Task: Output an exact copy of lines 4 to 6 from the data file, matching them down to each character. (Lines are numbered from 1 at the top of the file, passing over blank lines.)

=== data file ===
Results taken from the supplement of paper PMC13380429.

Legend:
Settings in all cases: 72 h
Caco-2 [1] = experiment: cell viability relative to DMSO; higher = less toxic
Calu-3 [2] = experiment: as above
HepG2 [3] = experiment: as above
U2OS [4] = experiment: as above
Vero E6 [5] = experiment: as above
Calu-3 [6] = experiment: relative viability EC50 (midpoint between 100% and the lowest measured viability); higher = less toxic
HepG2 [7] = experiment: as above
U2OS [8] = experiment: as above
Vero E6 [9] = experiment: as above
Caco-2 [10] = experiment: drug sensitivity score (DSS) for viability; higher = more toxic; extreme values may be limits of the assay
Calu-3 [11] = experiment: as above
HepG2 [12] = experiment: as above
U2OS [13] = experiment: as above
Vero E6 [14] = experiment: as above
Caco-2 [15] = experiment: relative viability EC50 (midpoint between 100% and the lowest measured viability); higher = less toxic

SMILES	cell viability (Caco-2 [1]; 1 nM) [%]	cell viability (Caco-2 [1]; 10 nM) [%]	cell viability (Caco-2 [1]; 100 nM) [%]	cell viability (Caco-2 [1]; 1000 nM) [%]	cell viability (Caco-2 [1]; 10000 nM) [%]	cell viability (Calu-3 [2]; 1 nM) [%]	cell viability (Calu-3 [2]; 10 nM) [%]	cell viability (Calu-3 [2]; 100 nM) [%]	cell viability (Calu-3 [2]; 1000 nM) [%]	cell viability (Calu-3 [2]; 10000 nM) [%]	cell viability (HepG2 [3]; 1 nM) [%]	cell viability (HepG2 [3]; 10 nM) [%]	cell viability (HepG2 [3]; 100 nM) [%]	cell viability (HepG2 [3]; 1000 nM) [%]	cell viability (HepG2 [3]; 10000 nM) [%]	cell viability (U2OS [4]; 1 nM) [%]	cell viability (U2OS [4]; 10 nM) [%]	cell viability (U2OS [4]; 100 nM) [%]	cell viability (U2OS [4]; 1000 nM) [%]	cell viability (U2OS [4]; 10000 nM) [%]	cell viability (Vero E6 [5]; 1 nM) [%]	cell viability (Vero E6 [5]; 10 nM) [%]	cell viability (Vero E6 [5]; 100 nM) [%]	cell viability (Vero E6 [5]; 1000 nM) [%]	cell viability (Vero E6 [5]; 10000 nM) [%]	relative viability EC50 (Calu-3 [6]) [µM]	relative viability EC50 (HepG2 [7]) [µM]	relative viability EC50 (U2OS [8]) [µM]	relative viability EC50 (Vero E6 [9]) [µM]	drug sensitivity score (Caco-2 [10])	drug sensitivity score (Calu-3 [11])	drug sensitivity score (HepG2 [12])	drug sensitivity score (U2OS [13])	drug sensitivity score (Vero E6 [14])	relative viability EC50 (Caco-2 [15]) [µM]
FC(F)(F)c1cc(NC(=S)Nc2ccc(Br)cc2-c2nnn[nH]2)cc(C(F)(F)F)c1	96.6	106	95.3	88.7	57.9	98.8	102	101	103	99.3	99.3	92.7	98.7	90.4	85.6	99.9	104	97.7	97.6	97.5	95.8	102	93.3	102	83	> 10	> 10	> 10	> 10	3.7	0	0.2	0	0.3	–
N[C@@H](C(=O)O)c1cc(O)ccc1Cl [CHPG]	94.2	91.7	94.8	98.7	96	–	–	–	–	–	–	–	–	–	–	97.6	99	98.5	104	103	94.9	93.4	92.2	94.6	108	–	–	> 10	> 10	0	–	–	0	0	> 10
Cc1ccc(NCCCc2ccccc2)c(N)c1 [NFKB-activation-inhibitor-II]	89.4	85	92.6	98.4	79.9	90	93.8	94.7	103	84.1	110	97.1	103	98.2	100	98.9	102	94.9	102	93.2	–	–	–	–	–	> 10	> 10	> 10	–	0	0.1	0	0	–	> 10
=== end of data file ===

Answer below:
Caco-2 [1] = experiment: cell viability relative to DMSO; higher = less toxic
Calu-3 [2] = experiment: as above
HepG2 [3] = experiment: as above